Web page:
LadyMaryQuiteContrary Thu 21-Mar-13 13:45:40

smile Thank you xxx

I'm a little ill at the moment so am taking a few days off. It's soo hard! sad

TunipTheVegedude Fri 22-Mar-13 10:33:36

Hope you feel better soon LadyMary x

LadyMaryQuiteContrary Fri 22-Mar-13 10:38:17

sad Thank you x I need to book ds and I into a hotel so we can sleep and not worry about cooking or cleaning until we feel better. Is there such a place?

GrendelsMum Wed 27-Mar-13 08:38:36

You've been working on it a long time, haven't you? (I think I took a look at a chapter from an earlier draft)

Why don't you put it to one side, work on another novel for the same age group for a few months, and then return to Jack and his adventures with a fresh eye?

Have you been to any classes? I went to some excellent classes at our local FE college, where they also had some specifically for childrens' writing.

LadyMaryQuiteContrary Sat 30-Mar-13 20:12:55

A little over 2 years. I have had lots of breaks and have worked on other plots. I want to finish this one now though. It's almost there. I can't afford any classes, the 'how to write' books seem to tell me what I already know. sad

GrendelsMum Sat 30-Mar-13 20:30:49

I was thinking your editor's comments over and thinking about a friend's writing (he's an ex-marine, writing a thriller set in Afghanistan).

His writing has a lot of strengths - he has a great story to tell, he has characters that you want to spend time with, he really knows the situation, and he's very good at dialogue.

But he's much less good at narration. It veers between over descriptive ("Corporal Drake's nostrils flared with the rust red sand and dust flung up from the thick mud walls of the fort as the misshapen bullets hummed through the hazy midday air.") and the bland ("Corporal Drake ran across the yard. Luckily, all the bullets missed, and he reached the door.") Sometimes he gets it dead in the middle, and then it's really good.

I would describe his work as being somewhat patchy and inconsistent when it comes to narrative style. Do you think that there could be anything similar in your writing? Anything where occasionally you go to one extreme and then the other?

LadyMaryQuiteContrary Sat 30-Mar-13 20:55:09

The feedback I have is a bit like that, yes. The descriptions are mainly really good (so they say) but there's other parts which need a bit of a lift. I've been working on the main character's 'personality' as well as she said he was too confusing. He's a bit headstrong (doesn't listen) now. Some of his other qualities come out during the book but this is the first that the reader will see. I'm just not certain it's the best one.

wine

GrendelsMum Sat 30-Mar-13 21:01:15

I've just returned to an older book of mine, after having worked on my current novelf for eighteen months or so. I was imagining that the older book would be in a reasonably finished state, and was thinking about putting it onto Kindle, after the other thread about self-publishing.

Not to put too fine a point on it, it's rubbish! I can see so much that needs improving.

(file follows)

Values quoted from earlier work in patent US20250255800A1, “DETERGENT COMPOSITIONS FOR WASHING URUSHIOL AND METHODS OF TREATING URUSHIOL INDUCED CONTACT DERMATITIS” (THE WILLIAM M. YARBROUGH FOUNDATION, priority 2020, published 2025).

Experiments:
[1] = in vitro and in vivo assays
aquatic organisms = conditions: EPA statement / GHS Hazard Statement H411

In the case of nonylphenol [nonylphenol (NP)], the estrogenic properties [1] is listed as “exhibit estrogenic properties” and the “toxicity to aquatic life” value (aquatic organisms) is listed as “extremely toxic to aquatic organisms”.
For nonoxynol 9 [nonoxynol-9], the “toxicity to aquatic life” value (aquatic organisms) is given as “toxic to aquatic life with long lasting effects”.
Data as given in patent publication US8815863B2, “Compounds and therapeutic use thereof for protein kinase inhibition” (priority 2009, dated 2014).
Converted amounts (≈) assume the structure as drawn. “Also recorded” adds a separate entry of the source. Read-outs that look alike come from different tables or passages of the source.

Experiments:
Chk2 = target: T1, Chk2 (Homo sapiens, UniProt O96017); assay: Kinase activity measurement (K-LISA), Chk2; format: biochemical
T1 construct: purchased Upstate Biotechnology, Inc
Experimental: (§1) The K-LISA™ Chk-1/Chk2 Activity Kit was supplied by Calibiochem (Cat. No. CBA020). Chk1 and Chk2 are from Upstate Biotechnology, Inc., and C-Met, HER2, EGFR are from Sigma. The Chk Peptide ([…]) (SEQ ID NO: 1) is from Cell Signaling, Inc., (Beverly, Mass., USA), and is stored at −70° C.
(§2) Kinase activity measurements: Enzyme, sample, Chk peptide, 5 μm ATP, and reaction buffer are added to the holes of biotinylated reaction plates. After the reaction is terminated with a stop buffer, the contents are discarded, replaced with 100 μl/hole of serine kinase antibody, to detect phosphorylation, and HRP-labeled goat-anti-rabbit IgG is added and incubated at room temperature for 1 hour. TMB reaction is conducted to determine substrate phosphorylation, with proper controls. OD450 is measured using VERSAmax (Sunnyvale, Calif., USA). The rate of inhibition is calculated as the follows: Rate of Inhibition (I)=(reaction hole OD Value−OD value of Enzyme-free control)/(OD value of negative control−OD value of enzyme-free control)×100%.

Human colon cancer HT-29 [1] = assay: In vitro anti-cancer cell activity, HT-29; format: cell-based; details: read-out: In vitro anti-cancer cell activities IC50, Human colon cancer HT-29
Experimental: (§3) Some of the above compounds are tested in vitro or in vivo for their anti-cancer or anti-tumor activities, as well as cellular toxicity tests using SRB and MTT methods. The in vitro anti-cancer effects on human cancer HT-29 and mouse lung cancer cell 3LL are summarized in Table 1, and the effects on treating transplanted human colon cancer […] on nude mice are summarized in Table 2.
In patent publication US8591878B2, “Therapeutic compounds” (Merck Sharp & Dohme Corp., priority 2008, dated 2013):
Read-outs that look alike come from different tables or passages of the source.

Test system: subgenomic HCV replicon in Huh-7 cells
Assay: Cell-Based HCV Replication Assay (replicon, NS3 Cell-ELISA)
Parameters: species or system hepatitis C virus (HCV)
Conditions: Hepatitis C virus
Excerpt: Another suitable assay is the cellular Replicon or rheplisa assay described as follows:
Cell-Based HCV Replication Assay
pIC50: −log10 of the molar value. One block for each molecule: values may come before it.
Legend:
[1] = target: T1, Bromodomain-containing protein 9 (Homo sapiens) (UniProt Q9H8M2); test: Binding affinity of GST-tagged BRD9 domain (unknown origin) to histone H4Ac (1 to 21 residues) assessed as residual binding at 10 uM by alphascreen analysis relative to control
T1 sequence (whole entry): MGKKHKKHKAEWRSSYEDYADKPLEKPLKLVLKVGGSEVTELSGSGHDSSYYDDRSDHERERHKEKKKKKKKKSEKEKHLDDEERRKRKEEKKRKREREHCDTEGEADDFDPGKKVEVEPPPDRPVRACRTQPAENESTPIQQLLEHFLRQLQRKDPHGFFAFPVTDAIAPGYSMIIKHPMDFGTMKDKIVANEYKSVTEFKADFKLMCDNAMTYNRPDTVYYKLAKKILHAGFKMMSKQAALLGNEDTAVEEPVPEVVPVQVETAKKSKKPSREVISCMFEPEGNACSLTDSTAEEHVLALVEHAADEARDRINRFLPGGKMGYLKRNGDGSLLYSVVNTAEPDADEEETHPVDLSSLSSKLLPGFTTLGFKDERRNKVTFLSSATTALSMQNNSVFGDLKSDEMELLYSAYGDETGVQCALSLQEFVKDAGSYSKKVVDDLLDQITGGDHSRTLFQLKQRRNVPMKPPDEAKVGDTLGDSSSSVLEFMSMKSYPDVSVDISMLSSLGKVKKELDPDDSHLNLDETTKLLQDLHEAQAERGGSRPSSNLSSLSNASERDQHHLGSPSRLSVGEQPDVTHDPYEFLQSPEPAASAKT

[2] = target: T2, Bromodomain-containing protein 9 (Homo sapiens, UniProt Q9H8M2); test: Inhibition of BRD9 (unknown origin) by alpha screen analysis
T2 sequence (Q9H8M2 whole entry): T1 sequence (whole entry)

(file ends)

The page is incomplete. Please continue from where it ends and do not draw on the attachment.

That's why I think that leaving your novel and returning later may help - after all, 2 years is nothing in the scheme of things.

LadyMaryQuiteContrary Sat 30-Mar-13 21:04:49

I know of one author who spent 20 years on her first! shock

I have a couple of new readers, she's given me a couple of ideas of things to improve and it doesn't need a lot of work (poor woman was up until 6am reading it as she couldn't put it down blush). I'll do some bits and put it away. It does seem to need less and less doing to it each time I get feedback, I always think 'this time' though.

Thank you smile

GrendelsMum Sat 30-Mar-13 21:06:32

There you are - it's on it's way to being finished, just that the way is long!

LadyMaryQuiteContrary Sat 30-Mar-13 21:09:25

The 20 year book? That would drive me up the wall. blush I have a short attention span but can write quickly. I did the first draft (12k) in two days. I put it away for a month and forget what I've written.

donnasummer Sun 31-Mar-13 07:31:37

Hi. You gave me some good advice last night. I have a feeling we have talked before! you know me as ninah.
You said to me to put it away for a month. Would this help you, also? Chin up, we've come a long way!

WhitePeacock Sun 31-Mar-13 07:51:52

LadyMary, I'm an editor! <arrives panting> I work freelance with authors and as an editorial consultant with an agency, and I specialise in kids/YA. How are you doing at present? Please PM me if you think I could be of help.

LadyMaryQuiteContrary Sun 31-Mar-13 10:24:49

Ninah!!! (I was ladySybil until her sad demise sad). It's already been put away for a while, I have to finish it. It's so close. I'm so chuffed for you... take your time though wink

Hi WhitePeacock. I do need a little help, the bank account won't allow it though sad Thank you for your offer. wine

WhitePeacock Sun 31-Mar-13 11:58:47

Alas, I am pretty cheap (in a manner of speaking...) but can't afford to edit for free sad I am always up for negotiating, though, and also for being pointed at specific areas of an MS, not necessarily the whole kit and caboodle - so if cash flow becomes a bit more propitious at any point and you feel a targeted intervention might be worth it, do drop me a PM!

The stroke of luck will come one day, even if it winds up being with your next book. The important things are that a) you have the talent to keep people reading till 6 am, and b) you're not too precious to make changes and you seek and accept constructive feedback. Really good luck and fingers crossed.